Review: Flowplayer

Andy Wickes reviews Flowplayer the Open Source (GPL 3) video player for the web which can be use it to embed video streams into your web pages.

Recently I discovered a fantastically simple new player for those wishing to host and present video on their sites. As you can see, I was so impressed that I thought I’d share the good news. There’s been mention of Flowplayer in the forums, but even I was impressed at how simple it is to integrate so I thought I’d highlight some benefits and show how simple the mark-up needs to be to get your started with a simple integration.
First up, it is important to say that this is aimed at those who host the video files themselves. If you choose to use a video streaming service such as Vimeo or YouTube then both of these provide code for embedding the player themselves. Flowplayer provide a simple customisable player that will have your files up and on your pages in no time.

It is possible that you currently use Flash Video (FLV) as a file format. I certainly did, and if so you might have followed the following steps to get video live on your page:

Import the file into Flash.

  • Choose a player skin
  • Export as SWF
  • Collect up the Javascript file
  • Collect the SWF
  • Collect the FLV
  • Collect the HTML

Flash typically writes lines of unnecessary code into your javascript and HTML, and so you either need to remove lots, or you might simply ignore it and use your own markup.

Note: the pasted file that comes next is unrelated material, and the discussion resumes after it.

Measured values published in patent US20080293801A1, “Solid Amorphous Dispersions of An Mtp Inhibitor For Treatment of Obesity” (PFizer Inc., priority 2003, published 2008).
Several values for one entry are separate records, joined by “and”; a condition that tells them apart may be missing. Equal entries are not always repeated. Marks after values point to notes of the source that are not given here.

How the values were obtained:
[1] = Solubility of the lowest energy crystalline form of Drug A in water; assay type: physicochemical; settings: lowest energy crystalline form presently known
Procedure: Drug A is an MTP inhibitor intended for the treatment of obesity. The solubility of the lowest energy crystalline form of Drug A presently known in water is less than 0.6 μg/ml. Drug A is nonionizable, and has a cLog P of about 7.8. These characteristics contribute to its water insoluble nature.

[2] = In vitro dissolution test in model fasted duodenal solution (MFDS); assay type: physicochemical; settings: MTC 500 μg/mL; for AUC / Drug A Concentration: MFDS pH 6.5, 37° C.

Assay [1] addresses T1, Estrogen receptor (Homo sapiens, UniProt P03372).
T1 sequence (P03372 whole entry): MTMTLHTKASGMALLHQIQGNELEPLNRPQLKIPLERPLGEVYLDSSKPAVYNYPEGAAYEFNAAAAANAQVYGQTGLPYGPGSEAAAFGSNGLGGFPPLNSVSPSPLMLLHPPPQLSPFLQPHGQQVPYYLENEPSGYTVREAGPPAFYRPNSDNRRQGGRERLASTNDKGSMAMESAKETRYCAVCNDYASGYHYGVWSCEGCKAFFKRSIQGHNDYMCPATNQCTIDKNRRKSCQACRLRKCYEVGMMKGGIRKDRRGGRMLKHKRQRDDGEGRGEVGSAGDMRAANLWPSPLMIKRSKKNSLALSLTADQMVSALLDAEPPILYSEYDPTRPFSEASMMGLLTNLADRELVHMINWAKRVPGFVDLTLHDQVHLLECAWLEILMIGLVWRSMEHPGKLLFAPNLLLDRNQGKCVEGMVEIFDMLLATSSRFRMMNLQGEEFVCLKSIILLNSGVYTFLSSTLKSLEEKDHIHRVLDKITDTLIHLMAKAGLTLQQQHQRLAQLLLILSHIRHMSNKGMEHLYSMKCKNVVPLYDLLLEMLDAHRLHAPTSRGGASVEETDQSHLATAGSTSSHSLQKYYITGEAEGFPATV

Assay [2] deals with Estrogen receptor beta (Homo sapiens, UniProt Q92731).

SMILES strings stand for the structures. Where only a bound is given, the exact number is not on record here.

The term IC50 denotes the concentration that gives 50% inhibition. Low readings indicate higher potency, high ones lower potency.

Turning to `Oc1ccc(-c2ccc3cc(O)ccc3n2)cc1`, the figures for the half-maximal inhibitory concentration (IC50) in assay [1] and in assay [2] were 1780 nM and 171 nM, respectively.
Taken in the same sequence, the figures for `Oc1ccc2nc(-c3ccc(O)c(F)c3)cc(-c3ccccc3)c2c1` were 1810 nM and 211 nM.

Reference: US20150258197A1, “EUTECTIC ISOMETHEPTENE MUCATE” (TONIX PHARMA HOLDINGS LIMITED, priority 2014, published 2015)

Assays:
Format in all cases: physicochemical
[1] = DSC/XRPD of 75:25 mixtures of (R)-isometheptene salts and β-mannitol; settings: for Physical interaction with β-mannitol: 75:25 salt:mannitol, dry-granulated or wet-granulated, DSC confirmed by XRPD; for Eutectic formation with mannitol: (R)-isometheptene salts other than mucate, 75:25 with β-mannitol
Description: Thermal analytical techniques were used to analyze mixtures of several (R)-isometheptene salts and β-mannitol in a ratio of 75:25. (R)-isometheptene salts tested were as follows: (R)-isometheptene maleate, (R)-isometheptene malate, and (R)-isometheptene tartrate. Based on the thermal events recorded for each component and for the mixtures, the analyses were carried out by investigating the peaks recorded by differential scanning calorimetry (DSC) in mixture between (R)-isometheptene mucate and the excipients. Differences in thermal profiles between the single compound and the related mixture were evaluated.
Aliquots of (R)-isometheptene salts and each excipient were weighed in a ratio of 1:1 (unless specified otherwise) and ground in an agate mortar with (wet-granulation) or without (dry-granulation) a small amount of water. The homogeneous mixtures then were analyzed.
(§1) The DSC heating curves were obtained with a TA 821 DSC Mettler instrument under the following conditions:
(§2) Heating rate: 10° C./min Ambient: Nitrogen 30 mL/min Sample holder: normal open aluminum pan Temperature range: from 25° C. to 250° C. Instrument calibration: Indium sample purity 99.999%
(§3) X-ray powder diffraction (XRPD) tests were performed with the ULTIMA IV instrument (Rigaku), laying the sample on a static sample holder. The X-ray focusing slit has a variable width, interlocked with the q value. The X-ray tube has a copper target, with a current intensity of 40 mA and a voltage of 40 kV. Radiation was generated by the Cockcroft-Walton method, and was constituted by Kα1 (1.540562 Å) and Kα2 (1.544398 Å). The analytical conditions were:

Then you must upload these in the corresponding file structure on your website, acutely aware that if the video needs to change then you need to re-export the .SWF file again to replace it.

On the whole this is and has always been overly complex for achieving what is in essence a very simple process. Imagine if it was like this for images?

To get you started look at the free Flowplayer download. All you need do here is:

  • Upload the FLV, MP4, or H.264 video to your site
  • Upload their Javascript
  • Upload their SWF player

Reference the Javascript and player in your code:

<script type="text/javascript"> flowplayer("player", "path/to/the/flowplayer-3.1.5.swf"); </script>

E.g Then add an tag around the reference to the video: Lastly, reference the player itself, being sure to give it the same id as we have our video file, in this instance ‘player’ And that’s it. Full documentation (and it’s good) is on the Flowplayer website, along with demos and downloadable source code as you’d expect. It really is so much simpler and far more extensible than anything I have used up until now. The fact that I can track the plays via Google Analytics is always going to be useful. Also, the ability to replace files is so much more straightforward and with an open source product the developer community is continually improving things. I could add closed captions to my videos, create playlists, add and even animate captions that overlay the video and add background images to the video player. The free player has a watermark for the first second or so, but as you’d expect, paid for version remove this. All the javascript files available to customise the player can be styled, and on the paid for versions the Flash components be accessed with an API using either Javascript or Actionscript 3.0. Visit the site at If anyone knows of other good options or has experiences of FlowPlayer then please add them to the comments below. I hope this has been helpful.

By Andy Wickes